In Review

Red Dead Redemption 2 review: was it worth the wait?

Rockstar’s ‘landmark’ new open-world adventure heads to the Wild West

Rockstar’s Western epic Red Dead Redemption 2 has finally hit store shelves. 

Set in America’s Wild West in 1899, the game puts players in a band of thieves called the Dutch van der Linde gang. Players take control of Arthur Morgan, who begins to question the gang’s motives after a lifetime of loyalty shortly into the game’s story. 

Not only is Red Dead Redemption 2 Rockstar’s first game designed to work with the PlayStation 4 and Xbox One consoles, it’s also tipped to become one of the best-selling games this year. 

The company’s previous release, Grand Theft Auto V, launched to critical acclaim in 2013 and still sells in big numbers today.

And with the original Red Dead Redemption from 2010 being one of the highest-rated games of all-time, can the latest Wild West adventure live up to all the hype?

The Week Reviews Read Dead Redemption 2

A prequel to the events of the Western-themed action adventure Red Dead Redemption, the game opens in 1899.  Dutch van der Linde and his gang, including John Marston, the earlier game’s protagonist, are on the run and struggling to regroup after a botched heist.

The player takes the role of Arthur Morgan, a surly enforcer with a heart of gold, raised from boyhood by his criminal father figures.

The storyline is full of twists and turns. Arthur makes for a captivating protagonist – aided in no small part by nuanced work from voiceover artist Roger Clark – but Red Dead Redemption 2 (RDR2) is really about the world it creates.

The first Red Dead Redemption was rightly praised for its ambitious backdrop of plains, mountains and prairies, but the landscapes in RDR2 will blow away even franchise veterans.

The story kicks off as the gang takes flight in the mountains, an icy white tundra pulsating with sleet. The plot takes them down into New Hanover, a fertile prairieland replete with shady woodland, rolling hills and abundant wildlife.

Later missions take Arthur and the gang to Lemoyne, a Louisiana-inspired region of tobacco fields and red clay roads, rivers teeming with fish and swamps thronging with alligators (and other unfriendly inhabitants).

Other adventures see you head into snow-capped peaks, dense forests and even tropical jungle – all rendered in stunningly evocative detail.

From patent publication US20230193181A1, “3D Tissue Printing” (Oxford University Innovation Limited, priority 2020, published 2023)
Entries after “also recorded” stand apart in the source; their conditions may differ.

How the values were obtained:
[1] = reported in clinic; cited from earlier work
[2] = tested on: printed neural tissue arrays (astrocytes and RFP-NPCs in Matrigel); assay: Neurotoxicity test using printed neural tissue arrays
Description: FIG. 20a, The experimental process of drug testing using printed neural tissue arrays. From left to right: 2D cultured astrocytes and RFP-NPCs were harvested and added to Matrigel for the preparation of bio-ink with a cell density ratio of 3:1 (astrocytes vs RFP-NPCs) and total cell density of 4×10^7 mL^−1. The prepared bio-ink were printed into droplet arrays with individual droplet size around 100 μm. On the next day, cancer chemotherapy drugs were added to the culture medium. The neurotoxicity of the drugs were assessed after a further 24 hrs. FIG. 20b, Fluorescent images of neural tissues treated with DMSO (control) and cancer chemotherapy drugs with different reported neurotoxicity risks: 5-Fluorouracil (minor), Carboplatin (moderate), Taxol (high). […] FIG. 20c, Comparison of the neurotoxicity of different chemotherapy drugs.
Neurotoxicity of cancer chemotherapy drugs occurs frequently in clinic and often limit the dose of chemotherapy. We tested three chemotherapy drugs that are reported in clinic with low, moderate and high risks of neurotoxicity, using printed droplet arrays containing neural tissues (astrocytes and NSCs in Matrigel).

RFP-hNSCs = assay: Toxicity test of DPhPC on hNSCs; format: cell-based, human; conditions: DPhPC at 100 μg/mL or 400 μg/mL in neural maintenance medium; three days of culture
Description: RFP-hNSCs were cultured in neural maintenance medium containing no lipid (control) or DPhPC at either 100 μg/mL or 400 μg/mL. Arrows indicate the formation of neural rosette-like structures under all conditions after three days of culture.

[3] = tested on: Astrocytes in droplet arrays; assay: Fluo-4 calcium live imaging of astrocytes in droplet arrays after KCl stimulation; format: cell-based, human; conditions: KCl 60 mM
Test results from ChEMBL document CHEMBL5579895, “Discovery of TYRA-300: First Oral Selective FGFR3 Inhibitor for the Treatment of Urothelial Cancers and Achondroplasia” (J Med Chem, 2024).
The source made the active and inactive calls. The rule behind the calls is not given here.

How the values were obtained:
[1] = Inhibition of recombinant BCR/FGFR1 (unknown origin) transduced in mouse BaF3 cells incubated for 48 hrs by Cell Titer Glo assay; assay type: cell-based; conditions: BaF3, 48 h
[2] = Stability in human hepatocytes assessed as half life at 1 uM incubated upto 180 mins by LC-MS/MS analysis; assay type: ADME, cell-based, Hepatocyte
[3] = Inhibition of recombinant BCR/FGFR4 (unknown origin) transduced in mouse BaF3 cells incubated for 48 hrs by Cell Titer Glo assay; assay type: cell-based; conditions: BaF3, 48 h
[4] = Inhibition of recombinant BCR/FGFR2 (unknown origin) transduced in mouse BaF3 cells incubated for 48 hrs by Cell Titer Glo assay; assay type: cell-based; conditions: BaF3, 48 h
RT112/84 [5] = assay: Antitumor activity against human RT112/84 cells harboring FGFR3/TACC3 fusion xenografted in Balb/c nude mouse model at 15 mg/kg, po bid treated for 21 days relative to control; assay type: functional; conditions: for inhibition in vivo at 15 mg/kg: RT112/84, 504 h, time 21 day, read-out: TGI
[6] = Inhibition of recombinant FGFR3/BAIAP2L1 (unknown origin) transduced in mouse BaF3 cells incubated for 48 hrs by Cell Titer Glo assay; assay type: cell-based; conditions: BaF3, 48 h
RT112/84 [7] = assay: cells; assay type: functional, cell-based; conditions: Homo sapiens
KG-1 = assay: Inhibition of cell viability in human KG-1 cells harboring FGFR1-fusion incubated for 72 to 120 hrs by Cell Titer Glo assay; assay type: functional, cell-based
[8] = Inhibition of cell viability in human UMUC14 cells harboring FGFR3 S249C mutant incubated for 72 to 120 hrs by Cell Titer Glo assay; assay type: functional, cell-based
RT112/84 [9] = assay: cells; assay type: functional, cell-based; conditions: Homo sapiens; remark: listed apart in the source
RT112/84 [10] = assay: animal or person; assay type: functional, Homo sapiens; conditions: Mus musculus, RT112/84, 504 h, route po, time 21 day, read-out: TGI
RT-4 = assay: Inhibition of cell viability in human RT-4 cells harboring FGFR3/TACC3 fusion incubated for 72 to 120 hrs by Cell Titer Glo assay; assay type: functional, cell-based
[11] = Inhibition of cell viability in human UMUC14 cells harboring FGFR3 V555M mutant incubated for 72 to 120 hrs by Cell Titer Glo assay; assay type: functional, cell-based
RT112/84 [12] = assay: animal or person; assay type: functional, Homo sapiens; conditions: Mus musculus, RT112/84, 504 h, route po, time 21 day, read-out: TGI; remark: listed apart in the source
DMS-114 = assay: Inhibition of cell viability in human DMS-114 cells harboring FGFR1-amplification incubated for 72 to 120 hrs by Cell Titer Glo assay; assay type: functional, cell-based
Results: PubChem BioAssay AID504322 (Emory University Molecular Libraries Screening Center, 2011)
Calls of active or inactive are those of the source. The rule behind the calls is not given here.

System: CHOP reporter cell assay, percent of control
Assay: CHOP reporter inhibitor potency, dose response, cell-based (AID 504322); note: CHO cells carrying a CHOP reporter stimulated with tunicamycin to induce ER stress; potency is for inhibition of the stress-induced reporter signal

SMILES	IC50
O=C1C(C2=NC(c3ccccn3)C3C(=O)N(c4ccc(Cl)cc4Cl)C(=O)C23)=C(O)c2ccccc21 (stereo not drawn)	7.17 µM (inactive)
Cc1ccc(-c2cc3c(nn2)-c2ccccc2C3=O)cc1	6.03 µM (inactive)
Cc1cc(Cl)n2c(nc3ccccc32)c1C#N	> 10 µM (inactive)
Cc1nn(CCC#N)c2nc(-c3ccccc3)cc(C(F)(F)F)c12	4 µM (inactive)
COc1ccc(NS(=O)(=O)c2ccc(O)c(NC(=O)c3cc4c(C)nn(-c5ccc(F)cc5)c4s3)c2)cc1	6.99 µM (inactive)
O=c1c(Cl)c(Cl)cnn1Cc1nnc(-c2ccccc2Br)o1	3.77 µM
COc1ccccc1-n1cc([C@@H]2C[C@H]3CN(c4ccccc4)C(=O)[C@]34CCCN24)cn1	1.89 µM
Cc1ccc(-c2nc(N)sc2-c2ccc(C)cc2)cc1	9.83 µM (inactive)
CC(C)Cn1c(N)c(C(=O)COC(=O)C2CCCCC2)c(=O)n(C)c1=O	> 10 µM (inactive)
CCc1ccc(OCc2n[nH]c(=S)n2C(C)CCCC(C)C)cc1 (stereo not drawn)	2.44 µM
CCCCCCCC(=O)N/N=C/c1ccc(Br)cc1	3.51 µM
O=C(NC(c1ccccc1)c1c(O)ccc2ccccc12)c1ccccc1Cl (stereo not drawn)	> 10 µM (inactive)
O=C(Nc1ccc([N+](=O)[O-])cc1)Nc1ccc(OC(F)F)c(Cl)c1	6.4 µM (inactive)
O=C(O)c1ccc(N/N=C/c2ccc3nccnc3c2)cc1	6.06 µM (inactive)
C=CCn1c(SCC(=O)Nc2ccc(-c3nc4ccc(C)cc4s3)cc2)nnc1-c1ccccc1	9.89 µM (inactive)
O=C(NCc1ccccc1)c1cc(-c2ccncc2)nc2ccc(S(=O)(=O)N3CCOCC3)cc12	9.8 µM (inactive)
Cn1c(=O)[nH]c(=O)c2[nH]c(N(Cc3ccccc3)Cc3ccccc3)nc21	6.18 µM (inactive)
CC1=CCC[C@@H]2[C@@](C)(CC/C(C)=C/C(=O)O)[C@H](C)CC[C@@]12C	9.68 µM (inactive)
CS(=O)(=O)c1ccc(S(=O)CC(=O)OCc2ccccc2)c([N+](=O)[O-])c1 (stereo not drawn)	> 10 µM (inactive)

When you fancy a break from heists and hold-ups, you’re free to roam across this vast world and have your own adventures. You can help strangers in distress, take on a rich array of side quests or simply spend time camping, hunting and fishing in the wilderness.

Are there any flaws? Certainly. It won’t surprise those familiar with the gaming community to learn that players have picked up on them almost immediately. 

Most spring from a forgivable foible: too much ambition. The level of world interactivity is so high that it sometimes overwhelms the capability of the mechanics, making handling a little fiddly in places.

And you definitely shouldn’t expect to escape from life’s mundane chores, even in the Old West. Neglect routine tasks like chopping wood and you’ll soon find yourself at the receiving end of a ticking-off from fellow gang members.

Along with that your character needs to eat, sleep, shave and wash on a regular basis. He needs to clean his guns regularly to keep them in good condition. He needs to groom his horse. 

All of this might overwhelm the casual gamer, but that’s okay. RDR2 isn’t really a game to dip in and out of. Instead it’s a world that’s rewarding but also requires total immersion.


The Western world Rockstar has created for its Red Dead Redemption sequel is “unlike anything we have seen before”, according to The Daily Telegraph. “The pristine white mountains of the Grizzlies give way to the greenery of the Cumberland Forest,” the paper adds. The land is packed with wild animals that help make the world feel real. 

“Rockstar is the master of open-world building, of course, with nothing coming close to Grand Theft Auto V’s urban sprawl until now,” the paper continues. 

The Verge agrees, adding that the fluidity of the game’s mission structure fits perfectly with the open-world setting. 

While main story missions and side quests are treated as two separate categories in most games, Red Dead Redemption 2 blurs them together, the tech site says. “There are missions to take on, which typically revolve around a big score, like robbing a bank or hijacking a train. But virtually every other thing you do in the game contributes to [the story] as well.”

Ars Technica, however, found one shortcoming in an otherwise “excellent” video game. 

The tech site took issue with the “morally repugnant” moments that happen in the game’s story. These scenes can be skipped and players are warned in advance, but “it’s worth wondering how often those flags will be ignored”.

With the game taking around eight years to develop, GQ says there is no doubt that Red Dead Redemption 2 is “a generation-defining release. One so accomplished that it’s hard to identify where, if any, corners have been cut.”

“It's a landmark moment for the open world genre, and for the medium as a whole,” it concludes

Price and release date

Red Dead Redemption 2 is available to order from Amazon now. 

Prices start at £49.99 for the standard PlayStation 4 and Xbox One versions, while the special editions on both consoles start at £74.99. The special edition includes exclusive story missions, a unique horse to ride and in-game cash bonuses.


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